Hundreds of thousands of patients will lose access to dental care if better protective equipment is not provided by the NHS, a dentist in Northern Ireland said.
Routine treatment resumed on Monday, with limited numbers of appointments to allow for regular cleaning of surgeries.
Urgent care centres remain open until the end of August.
Alan Clarke, from Belfast, has worked in the health service for the last eight years.
He said: “We are really concerned in our practice for our patients and for the patients of the wider community of Northern Ireland.
“If sustainable options of personal protective equipment are not made available, we will find that many dental practices will be forced to privatise simply to cover costs, not to turn a profit, or they will go bankrupt.
“This is a serious situation.
“We are gravely concerned that hundreds of thousands of patients in Northern Ireland will lose access to dental care which they have been afforded for generations.”
Surgeries were shuttered in March to inhibit the spread of coronavirus.
Dentists have urged the Department of Health to cover the cost of purchasing a higher level of personal protective equipment.
They believe it is needed during aerosol-generating procedures (AGPs) such as fillings.
Mr Clarke said dentists were facing a crisis.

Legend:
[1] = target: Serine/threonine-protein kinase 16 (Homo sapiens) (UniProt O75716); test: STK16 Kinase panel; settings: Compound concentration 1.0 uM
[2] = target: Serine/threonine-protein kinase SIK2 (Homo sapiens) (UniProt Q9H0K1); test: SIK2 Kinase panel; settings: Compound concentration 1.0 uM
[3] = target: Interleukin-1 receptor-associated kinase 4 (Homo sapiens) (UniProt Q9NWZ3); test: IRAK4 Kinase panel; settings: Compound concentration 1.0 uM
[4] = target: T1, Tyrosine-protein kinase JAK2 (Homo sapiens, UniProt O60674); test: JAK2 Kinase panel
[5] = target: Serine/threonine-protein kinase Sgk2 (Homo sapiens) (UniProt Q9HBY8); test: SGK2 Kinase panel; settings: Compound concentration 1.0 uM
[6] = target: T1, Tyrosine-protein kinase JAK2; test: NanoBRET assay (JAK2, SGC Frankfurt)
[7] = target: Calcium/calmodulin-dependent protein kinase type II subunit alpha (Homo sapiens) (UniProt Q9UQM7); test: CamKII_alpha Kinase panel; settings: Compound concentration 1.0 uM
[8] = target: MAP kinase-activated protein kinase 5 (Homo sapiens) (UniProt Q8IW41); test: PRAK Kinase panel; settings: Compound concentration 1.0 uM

He added: “Many people who receive oral cancer screening, who see many of their own health needs already ignored due to the coronavirus pandemic, will find that in many months other needs will not be met.
“We will have children suffering pain, many patients who would have been seen will simply not be able to access the treatment.
“Unfortunately, it will be those from the lower socio-economic backgrounds who will be hit hardest and hit first.”
On Friday, the Health and Social Care Board launched a scheme to provide funding to general dental practices for mask fit testing.
The Health Department said: “This should help alleviate a key constraint for practices in their efforts to provide AGPs.”
It urged patients to contact their own dentist in the first instance for any dental problem and said they could offer appointments or refer for urgent dental care.
The department added: “Urgent dental care (UDC) centres will remain open until the end of August while the phased implementation to rebuild general dental services continues.
“The UDCs will be able to open as normal on Monday.
“The service will therefore continue uninterrupted.
“The delivery of £1 million worth of level 1 PPE is due to commence this week.”
The minister has also announced that a financial support scheme, which has already provided £16 million in payments to local dentists, will continue for a further month to support the return of non-urgent dental care as the restrictions are lifted.
In the interim, the department said it would engage with the profession around the provision of ongoing financial support for the remainder of 2020/21.